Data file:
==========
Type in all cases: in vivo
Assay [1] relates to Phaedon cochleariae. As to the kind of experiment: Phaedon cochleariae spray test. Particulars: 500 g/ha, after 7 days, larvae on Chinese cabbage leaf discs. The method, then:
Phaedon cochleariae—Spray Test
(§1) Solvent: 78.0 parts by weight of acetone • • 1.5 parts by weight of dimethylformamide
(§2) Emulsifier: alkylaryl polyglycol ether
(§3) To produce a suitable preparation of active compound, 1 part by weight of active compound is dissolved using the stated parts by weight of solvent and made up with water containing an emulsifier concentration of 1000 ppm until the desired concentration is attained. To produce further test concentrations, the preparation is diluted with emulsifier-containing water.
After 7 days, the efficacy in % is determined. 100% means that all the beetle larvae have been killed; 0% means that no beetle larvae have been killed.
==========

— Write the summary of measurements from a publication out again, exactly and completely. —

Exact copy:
Type in all cases: in vivo
Assay [1] relates to Phaedon cochleariae. As to the kind of experiment: Phaedon cochleariae spray test. Particulars: 500 g/ha, after 7 days, larvae on Chinese cabbage leaf discs. The method, then:
Phaedon cochleariae—Spray Test
(§1) Solvent: 78.0 parts by weight of acetone • • 1.5 parts by weight of dimethylformamide
(§2) Emulsifier: alkylaryl polyglycol ether
(§3) To produce a suitable preparation of active compound, 1 part by weight of active compound is dissolved using the stated parts by weight of solvent and made up with water containing an emulsifier concentration of 1000 ppm until the desired concentration is attained. To produce further test concentrations, the preparation is diluted with emulsifier-containing water.
After 7 days, the efficacy in % is determined. 100% means that all the beetle larvae have been killed; 0% means that no beetle larvae have been killed.